Energy for Growth Hub
Blog Apr 16, 2024

How We’re Going to Track the Modern Energy Minimum: Introducing the Open Energy Maps Remote Sensing System

Better Metrics and Data

The problem: The global development community lacks a credible way to measure and track progress toward modern energy for growth. Traditional electricity access metrics, like binary electrification, fall short of capturing the true scope of energy poverty and thus have limited use for driving infrastructure investment at the scale needed to catalyze economic growth.  The Energy for Growth Hub introduced the Modern Energy Minimum (MEM) as a more ambitious metric,  defined as 1,000 kWh of electricity consumption per person per year. This comprises 300 kWh per person used at home plus a national average of 700 kWh per person of non-residential use. The economy-wide component is easily measurable at the country-scale with current data. But measuring how many residences use above or below 300 kWh (or any threshold) is currently impossible because utilities do not share such data and no organizations report electricity consumption data at the scale and level of detail needed (until now).

Our approach: deploying large-scale machine learning systems and remote sensing data to track granular electricity consumption. We’re working as part of a consortium including the IEA, Power Africa, MIT, UMass Amherst, e-GUIDE, and Project InnerSpace to develop state-of-the-art geospatial machine learning systems to estimate building-level electricity demand and electricity access rates. We train these systems using sparse metered consumption datasets and leverage a variety of remote sensing datasets. This novel approach enables us to develop and update accessible, detailed electricity consumption datasets year over year, and ultimately track progress toward the MEM. We released building-level estimates for three pilot countries in March via the Open Energy Maps web platform and are aiming to expand our efforts to low- and middle-income countries (LMICs) globally.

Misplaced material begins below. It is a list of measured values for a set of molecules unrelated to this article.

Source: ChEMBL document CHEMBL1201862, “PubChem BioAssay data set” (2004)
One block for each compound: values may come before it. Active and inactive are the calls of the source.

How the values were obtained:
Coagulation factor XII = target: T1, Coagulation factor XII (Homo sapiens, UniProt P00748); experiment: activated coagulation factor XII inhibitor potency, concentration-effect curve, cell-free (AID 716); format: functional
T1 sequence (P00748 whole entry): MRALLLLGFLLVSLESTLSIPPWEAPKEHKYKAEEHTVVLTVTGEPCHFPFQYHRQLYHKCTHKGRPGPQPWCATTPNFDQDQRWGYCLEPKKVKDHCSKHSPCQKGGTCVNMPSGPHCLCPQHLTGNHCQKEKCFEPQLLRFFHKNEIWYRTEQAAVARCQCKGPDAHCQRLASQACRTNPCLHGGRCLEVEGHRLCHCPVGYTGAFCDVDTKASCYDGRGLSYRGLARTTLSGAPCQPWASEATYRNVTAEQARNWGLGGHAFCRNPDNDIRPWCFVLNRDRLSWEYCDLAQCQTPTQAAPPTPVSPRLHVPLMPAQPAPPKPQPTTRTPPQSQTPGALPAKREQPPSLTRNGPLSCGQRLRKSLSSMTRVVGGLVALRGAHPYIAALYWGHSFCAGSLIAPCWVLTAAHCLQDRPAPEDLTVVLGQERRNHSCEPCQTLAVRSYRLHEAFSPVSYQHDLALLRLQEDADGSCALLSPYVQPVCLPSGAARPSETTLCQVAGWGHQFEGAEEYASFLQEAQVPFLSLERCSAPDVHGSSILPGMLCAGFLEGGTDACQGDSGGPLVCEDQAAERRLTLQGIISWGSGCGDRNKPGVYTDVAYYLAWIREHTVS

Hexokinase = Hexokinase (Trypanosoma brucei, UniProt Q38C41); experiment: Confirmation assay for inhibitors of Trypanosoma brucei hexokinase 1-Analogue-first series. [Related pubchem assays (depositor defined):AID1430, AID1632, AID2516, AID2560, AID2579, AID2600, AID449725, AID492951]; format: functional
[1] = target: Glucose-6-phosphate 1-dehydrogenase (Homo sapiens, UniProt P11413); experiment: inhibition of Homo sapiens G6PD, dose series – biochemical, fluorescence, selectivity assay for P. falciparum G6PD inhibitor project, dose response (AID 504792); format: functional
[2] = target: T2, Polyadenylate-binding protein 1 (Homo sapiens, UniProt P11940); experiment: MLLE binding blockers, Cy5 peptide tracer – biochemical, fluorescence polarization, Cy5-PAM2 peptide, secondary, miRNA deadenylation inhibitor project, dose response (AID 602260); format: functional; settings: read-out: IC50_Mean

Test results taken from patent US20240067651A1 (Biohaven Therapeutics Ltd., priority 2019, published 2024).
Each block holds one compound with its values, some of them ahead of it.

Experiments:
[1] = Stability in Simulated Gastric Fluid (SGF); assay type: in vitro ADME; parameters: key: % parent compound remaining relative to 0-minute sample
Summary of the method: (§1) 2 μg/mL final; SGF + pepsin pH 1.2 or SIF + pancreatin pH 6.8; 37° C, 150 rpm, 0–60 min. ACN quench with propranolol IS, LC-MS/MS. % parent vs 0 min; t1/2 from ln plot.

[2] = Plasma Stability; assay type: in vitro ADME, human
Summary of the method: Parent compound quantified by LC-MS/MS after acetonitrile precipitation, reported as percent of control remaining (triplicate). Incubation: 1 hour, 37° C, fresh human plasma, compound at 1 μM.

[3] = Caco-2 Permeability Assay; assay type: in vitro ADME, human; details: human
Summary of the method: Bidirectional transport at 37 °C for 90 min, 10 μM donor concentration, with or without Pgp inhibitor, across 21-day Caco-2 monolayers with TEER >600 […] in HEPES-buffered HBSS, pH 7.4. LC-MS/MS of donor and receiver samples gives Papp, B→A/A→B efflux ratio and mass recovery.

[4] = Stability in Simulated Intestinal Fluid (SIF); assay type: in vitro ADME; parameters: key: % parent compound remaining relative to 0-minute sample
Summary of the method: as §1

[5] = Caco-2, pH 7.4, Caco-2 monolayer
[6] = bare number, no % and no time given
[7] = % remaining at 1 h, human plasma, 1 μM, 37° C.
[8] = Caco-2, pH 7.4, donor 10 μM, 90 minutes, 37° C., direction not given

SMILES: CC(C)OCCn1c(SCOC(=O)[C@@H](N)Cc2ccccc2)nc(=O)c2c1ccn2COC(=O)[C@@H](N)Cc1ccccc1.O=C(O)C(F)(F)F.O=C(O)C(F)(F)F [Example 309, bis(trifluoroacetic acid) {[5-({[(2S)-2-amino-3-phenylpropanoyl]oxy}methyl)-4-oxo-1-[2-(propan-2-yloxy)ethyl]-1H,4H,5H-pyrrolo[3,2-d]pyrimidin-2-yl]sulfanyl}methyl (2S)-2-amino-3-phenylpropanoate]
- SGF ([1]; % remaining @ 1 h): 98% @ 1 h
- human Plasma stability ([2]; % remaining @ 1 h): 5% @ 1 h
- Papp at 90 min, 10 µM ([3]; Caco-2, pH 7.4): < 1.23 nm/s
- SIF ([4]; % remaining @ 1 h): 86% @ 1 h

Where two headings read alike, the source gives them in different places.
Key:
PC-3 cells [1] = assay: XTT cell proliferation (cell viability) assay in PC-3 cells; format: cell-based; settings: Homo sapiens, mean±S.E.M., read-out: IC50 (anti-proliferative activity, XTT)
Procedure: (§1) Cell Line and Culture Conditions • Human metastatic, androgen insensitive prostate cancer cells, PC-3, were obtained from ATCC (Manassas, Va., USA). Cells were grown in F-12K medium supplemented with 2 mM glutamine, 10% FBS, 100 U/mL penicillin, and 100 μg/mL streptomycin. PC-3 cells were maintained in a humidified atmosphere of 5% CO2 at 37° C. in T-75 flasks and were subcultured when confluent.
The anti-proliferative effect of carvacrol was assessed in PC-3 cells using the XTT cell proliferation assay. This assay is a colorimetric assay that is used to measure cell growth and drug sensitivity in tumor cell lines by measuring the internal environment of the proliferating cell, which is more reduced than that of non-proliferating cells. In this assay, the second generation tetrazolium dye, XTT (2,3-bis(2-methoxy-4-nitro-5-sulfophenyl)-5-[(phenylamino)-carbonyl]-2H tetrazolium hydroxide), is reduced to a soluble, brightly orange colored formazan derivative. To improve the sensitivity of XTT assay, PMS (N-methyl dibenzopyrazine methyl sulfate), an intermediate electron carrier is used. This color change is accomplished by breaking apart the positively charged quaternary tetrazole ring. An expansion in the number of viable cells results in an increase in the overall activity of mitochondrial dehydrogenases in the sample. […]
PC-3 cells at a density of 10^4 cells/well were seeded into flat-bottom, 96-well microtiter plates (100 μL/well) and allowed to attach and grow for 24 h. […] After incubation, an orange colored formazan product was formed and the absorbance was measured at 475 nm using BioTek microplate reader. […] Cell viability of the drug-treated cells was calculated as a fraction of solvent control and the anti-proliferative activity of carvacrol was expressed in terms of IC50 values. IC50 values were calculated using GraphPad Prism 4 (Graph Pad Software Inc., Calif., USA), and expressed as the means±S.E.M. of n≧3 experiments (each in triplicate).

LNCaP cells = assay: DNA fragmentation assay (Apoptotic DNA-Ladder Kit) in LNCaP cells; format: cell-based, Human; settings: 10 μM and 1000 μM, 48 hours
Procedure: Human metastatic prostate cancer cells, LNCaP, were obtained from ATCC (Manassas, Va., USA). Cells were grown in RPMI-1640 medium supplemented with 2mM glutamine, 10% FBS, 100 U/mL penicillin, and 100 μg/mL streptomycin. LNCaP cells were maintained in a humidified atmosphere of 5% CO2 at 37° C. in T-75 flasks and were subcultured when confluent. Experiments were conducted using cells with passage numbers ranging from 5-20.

Why it matters: what gets measured gets managed. Economic and human development does not end with electricity access. As more LMICs approach basic energy access using a binary metric, we need to aim higher. Just as the fight against income-based poverty tracks people at $2.15 per day for extreme poverty and also at $3.85 and $6.85 (and possibly will start tracking at $25/day too), energy poverty also needs additional steps up the ladder. Only in doing so can we mobilize global resources to reduce energy poverty and drive economic development. Building credible methods to track progress on the MEM is the first step in realizing this ambition. In fact, once the Open Energy Maps dataset is complete, it could provide a new progress indicator for the next round of Sustainable Development Goal 7.

Much more to come soon, but here’s a preview of the tool.

Our map depicts building-level electricity demand estimates that we are scaling globally. Building colors correspond to expected values for electricity demand, where blue and green buildings represent lower-demand buildings, and yellow and red buildings represent higher-demand buildings.